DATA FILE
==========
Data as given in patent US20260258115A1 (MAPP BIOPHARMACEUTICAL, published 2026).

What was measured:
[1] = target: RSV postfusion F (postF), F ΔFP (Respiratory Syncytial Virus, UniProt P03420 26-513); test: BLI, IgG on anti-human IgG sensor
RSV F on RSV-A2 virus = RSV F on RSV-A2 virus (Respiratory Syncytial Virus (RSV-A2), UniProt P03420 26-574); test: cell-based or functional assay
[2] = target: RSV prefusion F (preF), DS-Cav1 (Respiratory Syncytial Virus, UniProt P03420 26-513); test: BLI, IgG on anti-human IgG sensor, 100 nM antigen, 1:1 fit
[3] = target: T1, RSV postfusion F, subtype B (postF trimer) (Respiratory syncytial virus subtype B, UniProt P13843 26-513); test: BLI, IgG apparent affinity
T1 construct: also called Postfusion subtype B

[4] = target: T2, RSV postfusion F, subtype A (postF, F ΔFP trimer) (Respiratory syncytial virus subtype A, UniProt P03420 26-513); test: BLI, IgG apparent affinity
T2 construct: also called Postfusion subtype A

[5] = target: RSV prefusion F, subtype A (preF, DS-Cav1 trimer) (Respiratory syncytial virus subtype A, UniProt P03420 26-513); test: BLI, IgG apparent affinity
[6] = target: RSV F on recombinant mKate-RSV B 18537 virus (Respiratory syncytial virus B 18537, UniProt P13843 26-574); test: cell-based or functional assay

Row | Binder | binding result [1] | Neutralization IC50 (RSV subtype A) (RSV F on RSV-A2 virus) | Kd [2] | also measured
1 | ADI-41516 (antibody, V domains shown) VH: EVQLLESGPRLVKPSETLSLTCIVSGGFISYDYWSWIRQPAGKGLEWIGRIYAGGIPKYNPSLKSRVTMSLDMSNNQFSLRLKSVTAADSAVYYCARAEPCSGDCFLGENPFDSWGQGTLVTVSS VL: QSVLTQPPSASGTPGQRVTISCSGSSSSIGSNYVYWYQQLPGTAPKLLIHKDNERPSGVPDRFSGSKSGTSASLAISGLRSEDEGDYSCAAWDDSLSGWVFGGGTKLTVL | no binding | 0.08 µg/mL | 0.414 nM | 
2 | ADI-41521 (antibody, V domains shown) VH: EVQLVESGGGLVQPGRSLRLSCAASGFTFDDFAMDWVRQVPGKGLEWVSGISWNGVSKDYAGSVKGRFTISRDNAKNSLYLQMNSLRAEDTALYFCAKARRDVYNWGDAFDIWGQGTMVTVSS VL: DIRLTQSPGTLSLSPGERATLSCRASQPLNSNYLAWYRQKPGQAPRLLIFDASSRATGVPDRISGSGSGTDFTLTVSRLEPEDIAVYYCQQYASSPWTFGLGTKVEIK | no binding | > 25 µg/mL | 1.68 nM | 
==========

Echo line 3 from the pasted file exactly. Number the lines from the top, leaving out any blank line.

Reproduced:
[1] = target: RSV postfusion F (postF), F ΔFP (Respiratory Syncytial Virus, UniProt P03420 26-513); test: BLI, IgG on anti-human IgG sensor